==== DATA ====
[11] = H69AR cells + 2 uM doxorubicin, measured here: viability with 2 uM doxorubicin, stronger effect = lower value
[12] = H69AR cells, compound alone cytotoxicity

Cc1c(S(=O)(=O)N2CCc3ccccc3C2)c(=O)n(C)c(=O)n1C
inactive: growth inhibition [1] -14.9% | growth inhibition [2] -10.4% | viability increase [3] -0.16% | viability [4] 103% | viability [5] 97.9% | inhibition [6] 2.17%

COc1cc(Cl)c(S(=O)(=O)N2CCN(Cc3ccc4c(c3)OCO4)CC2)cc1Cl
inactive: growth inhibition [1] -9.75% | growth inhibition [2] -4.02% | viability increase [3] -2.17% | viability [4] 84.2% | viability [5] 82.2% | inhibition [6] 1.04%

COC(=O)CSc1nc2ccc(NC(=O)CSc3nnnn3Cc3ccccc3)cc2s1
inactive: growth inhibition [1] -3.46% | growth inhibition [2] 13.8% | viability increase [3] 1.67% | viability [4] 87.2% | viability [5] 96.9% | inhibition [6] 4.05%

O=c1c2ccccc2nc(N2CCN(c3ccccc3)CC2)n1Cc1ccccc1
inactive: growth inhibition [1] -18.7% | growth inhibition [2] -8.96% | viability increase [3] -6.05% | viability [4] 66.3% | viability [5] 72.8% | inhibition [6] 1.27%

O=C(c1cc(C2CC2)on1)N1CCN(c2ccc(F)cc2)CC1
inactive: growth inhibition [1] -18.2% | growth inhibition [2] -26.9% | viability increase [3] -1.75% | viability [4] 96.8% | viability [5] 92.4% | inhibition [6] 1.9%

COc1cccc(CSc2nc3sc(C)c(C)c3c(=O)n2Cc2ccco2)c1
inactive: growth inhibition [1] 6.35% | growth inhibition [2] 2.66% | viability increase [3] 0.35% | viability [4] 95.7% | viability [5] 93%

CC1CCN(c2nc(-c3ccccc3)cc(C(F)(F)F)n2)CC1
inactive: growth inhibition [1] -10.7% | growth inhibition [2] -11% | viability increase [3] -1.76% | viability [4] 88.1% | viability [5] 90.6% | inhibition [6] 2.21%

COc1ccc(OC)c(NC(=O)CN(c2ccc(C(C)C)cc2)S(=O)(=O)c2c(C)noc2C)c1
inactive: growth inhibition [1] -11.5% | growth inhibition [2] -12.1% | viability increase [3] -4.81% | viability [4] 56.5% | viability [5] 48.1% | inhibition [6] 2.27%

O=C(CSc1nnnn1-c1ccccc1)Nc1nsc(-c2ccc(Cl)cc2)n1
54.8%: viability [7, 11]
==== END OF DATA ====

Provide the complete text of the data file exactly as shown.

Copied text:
[11] = H69AR cells + 2 uM doxorubicin, measured here: viability with 2 uM doxorubicin, stronger effect = lower value
[12] = H69AR cells, compound alone cytotoxicity

Cc1c(S(=O)(=O)N2CCc3ccccc3C2)c(=O)n(C)c(=O)n1C
inactive: growth inhibition [1] -14.9% | growth inhibition [2] -10.4% | viability increase [3] -0.16% | viability [4] 103% | viability [5] 97.9% | inhibition [6] 2.17%

COc1cc(Cl)c(S(=O)(=O)N2CCN(Cc3ccc4c(c3)OCO4)CC2)cc1Cl
inactive: growth inhibition [1] -9.75% | growth inhibition [2] -4.02% | viability increase [3] -2.17% | viability [4] 84.2% | viability [5] 82.2% | inhibition [6] 1.04%

COC(=O)CSc1nc2ccc(NC(=O)CSc3nnnn3Cc3ccccc3)cc2s1
inactive: growth inhibition [1] -3.46% | growth inhibition [2] 13.8% | viability increase [3] 1.67% | viability [4] 87.2% | viability [5] 96.9% | inhibition [6] 4.05%

O=c1c2ccccc2nc(N2CCN(c3ccccc3)CC2)n1Cc1ccccc1
inactive: growth inhibition [1] -18.7% | growth inhibition [2] -8.96% | viability increase [3] -6.05% | viability [4] 66.3% | viability [5] 72.8% | inhibition [6] 1.27%

O=C(c1cc(C2CC2)on1)N1CCN(c2ccc(F)cc2)CC1
inactive: growth inhibition [1] -18.2% | growth inhibition [2] -26.9% | viability increase [3] -1.75% | viability [4] 96.8% | viability [5] 92.4% | inhibition [6] 1.9%

COc1cccc(CSc2nc3sc(C)c(C)c3c(=O)n2Cc2ccco2)c1
inactive: growth inhibition [1] 6.35% | growth inhibition [2] 2.66% | viability increase [3] 0.35% | viability [4] 95.7% | viability [5] 93%

CC1CCN(c2nc(-c3ccccc3)cc(C(F)(F)F)n2)CC1
inactive: growth inhibition [1] -10.7% | growth inhibition [2] -11% | viability increase [3] -1.76% | viability [4] 88.1% | viability [5] 90.6% | inhibition [6] 2.21%

COc1ccc(OC)c(NC(=O)CN(c2ccc(C(C)C)cc2)S(=O)(=O)c2c(C)noc2C)c1
inactive: growth inhibition [1] -11.5% | growth inhibition [2] -12.1% | viability increase [3] -4.81% | viability [4] 56.5% | viability [5] 48.1% | inhibition [6] 2.27%

O=C(CSc1nnnn1-c1ccccc1)Nc1nsc(-c2ccc(Cl)cc2)n1
54.8%: viability [7, 11]